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Top Story Compliance Related


IRS reminder on special tax deduction for charitable donations

The IRS has posted a reminder that a special tax provision will allow more Americans to easily deduct up to $600 in donations to qualifying charities on their 2021 federal income tax return. Ordinarily, people who choose to take the standard deduction cannot claim a deduction for their charitable contributions. But a temporary law change now permits them to claim a limited deduction on their 2021 federal income tax returns for cash contributions made to qualifying charitable organizations.

Nearly nine in 10 taxpayers now take the standard deduction and could potentially qualify. Under this provision, individual tax filers, including married individuals filing separate returns, can claim a deduction of up to $300 for cash contributions made to qualifying charities during 2021. The maximum deduction is increased to $600 for married individuals filing joint returns. NOTE: Cash contributions include those made by check, credit card or debit card as well as amounts incurred by an individual for unreimbursed out-of-pocket expenses in connection with their volunteer services to a qualifying charitable organization. Cash contributions don't include the value of volunteer services, securities, household items or other property.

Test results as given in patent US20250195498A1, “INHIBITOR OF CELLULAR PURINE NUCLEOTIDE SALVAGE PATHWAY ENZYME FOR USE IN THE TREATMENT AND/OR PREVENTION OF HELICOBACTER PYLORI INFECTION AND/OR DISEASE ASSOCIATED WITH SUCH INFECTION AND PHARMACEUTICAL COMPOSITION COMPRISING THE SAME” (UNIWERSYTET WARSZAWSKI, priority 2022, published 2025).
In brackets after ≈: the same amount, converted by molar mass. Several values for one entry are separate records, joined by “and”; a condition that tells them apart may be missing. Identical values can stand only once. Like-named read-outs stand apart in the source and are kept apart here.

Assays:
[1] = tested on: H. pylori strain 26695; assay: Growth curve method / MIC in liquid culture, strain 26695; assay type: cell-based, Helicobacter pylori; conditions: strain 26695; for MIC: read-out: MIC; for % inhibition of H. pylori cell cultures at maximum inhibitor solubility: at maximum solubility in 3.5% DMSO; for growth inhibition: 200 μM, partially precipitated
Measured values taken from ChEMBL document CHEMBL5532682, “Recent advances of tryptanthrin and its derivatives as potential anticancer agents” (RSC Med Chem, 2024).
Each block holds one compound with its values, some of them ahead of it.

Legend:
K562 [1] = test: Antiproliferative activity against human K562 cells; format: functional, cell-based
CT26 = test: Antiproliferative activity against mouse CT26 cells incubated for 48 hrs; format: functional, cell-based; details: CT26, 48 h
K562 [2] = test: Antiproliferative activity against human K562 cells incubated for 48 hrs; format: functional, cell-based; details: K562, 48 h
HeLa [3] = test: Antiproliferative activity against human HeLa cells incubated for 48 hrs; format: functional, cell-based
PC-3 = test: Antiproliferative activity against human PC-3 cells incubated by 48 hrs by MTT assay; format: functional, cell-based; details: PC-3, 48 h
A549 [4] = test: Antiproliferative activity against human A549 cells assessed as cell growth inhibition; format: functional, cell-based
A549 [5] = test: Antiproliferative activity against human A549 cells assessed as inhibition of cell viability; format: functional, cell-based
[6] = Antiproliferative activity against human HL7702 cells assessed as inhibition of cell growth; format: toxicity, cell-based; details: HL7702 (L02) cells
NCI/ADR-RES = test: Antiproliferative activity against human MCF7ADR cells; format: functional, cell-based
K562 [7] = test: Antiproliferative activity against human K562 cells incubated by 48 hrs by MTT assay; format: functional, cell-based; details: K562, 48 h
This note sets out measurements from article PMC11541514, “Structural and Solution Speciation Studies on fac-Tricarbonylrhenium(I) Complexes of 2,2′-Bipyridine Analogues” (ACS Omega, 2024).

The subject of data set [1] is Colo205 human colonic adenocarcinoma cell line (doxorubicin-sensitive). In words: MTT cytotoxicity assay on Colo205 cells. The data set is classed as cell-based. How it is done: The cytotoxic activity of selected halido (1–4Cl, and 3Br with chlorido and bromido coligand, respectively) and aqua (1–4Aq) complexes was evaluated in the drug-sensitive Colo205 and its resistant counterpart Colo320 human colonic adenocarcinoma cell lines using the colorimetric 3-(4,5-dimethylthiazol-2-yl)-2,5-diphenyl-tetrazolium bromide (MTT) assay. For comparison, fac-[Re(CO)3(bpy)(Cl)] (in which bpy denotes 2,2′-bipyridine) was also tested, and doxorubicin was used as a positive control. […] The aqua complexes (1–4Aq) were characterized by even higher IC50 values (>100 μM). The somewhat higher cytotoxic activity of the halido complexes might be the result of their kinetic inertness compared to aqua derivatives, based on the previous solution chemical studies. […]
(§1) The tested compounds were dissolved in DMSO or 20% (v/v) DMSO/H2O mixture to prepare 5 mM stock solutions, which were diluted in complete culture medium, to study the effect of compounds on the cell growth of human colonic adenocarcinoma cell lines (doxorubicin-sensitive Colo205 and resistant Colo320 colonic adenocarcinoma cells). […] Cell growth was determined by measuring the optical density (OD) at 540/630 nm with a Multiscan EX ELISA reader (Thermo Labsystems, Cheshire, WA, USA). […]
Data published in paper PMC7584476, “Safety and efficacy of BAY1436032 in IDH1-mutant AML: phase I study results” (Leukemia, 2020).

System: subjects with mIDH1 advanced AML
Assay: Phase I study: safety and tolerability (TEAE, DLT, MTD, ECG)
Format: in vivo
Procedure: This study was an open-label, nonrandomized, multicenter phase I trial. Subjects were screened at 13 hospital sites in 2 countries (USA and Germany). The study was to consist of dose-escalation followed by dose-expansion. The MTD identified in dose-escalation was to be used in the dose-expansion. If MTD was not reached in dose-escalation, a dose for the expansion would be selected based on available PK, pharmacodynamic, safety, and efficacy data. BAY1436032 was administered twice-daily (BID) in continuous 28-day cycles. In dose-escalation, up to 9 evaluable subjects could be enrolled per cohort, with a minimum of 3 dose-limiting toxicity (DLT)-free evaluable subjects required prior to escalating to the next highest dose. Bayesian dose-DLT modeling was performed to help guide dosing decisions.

FDIC releases 65 CRA evaluations

The FDIC has released a list of 65 institutions examined for compliance with the Community Reinvestment Act whose evaluations have recently been made public. Of those listed, one was determined to be in Substantial Noncompliance, two received ratings of Outstanding, and 62 received Satisfactory ratings.

We congratulate the two banks that received the Outstanding evaluation ratings:


OCC CRA evaluations released